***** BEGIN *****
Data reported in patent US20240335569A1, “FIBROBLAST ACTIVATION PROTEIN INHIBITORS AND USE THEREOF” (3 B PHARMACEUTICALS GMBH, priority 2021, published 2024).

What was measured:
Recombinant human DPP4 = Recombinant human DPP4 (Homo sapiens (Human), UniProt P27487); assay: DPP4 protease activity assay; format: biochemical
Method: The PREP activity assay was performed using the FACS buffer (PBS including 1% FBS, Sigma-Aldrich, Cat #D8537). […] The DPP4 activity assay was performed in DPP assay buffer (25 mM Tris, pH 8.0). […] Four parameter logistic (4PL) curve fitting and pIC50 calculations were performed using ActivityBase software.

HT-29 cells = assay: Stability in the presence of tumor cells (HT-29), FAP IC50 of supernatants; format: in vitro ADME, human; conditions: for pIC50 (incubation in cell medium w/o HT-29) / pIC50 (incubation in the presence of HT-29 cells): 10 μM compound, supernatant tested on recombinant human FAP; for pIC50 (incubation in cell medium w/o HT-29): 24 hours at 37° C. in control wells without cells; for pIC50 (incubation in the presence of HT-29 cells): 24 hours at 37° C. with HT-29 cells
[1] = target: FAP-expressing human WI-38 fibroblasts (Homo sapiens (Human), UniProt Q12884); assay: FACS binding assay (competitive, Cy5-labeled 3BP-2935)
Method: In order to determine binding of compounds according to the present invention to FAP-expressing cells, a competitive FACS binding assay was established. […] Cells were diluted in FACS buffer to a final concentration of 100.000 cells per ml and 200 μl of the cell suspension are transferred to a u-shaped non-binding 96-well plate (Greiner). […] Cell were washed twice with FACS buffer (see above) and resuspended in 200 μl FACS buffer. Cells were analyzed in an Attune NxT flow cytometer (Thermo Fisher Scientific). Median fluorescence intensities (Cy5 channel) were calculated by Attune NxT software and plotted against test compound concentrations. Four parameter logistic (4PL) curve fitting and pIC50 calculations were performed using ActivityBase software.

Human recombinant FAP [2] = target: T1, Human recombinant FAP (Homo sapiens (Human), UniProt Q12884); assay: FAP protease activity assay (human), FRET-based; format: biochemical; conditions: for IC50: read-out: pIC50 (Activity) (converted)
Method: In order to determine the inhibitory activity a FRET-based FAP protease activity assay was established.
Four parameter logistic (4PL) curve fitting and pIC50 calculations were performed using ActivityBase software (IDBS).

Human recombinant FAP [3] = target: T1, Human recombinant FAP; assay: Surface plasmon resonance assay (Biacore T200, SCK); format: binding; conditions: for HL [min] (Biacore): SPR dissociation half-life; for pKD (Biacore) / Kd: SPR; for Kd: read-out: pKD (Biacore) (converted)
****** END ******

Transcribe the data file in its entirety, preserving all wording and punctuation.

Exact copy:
Data reported in patent US20240335569A1, “FIBROBLAST ACTIVATION PROTEIN INHIBITORS AND USE THEREOF” (3 B PHARMACEUTICALS GMBH, priority 2021, published 2024).

What was measured:
Recombinant human DPP4 = Recombinant human DPP4 (Homo sapiens (Human), UniProt P27487); assay: DPP4 protease activity assay; format: biochemical
Method: The PREP activity assay was performed using the FACS buffer (PBS including 1% FBS, Sigma-Aldrich, Cat #D8537). […] The DPP4 activity assay was performed in DPP assay buffer (25 mM Tris, pH 8.0). […] Four parameter logistic (4PL) curve fitting and pIC50 calculations were performed using ActivityBase software.

HT-29 cells = assay: Stability in the presence of tumor cells (HT-29), FAP IC50 of supernatants; format: in vitro ADME, human; conditions: for pIC50 (incubation in cell medium w/o HT-29) / pIC50 (incubation in the presence of HT-29 cells): 10 μM compound, supernatant tested on recombinant human FAP; for pIC50 (incubation in cell medium w/o HT-29): 24 hours at 37° C. in control wells without cells; for pIC50 (incubation in the presence of HT-29 cells): 24 hours at 37° C. with HT-29 cells
[1] = target: FAP-expressing human WI-38 fibroblasts (Homo sapiens (Human), UniProt Q12884); assay: FACS binding assay (competitive, Cy5-labeled 3BP-2935)
Method: In order to determine binding of compounds according to the present invention to FAP-expressing cells, a competitive FACS binding assay was established. […] Cells were diluted in FACS buffer to a final concentration of 100.000 cells per ml and 200 μl of the cell suspension are transferred to a u-shaped non-binding 96-well plate (Greiner). […] Cell were washed twice with FACS buffer (see above) and resuspended in 200 μl FACS buffer. Cells were analyzed in an Attune NxT flow cytometer (Thermo Fisher Scientific). Median fluorescence intensities (Cy5 channel) were calculated by Attune NxT software and plotted against test compound concentrations. Four parameter logistic (4PL) curve fitting and pIC50 calculations were performed using ActivityBase software.

Human recombinant FAP [2] = target: T1, Human recombinant FAP (Homo sapiens (Human), UniProt Q12884); assay: FAP protease activity assay (human), FRET-based; format: biochemical; conditions: for IC50: read-out: pIC50 (Activity) (converted)
Method: In order to determine the inhibitory activity a FRET-based FAP protease activity assay was established.
Four parameter logistic (4PL) curve fitting and pIC50 calculations were performed using ActivityBase software (IDBS).

Human recombinant FAP [3] = target: T1, Human recombinant FAP; assay: Surface plasmon resonance assay (Biacore T200, SCK); format: binding; conditions: for HL [min] (Biacore): SPR dissociation half-life; for pKD (Biacore) / Kd: SPR; for Kd: read-out: pKD (Biacore) (converted)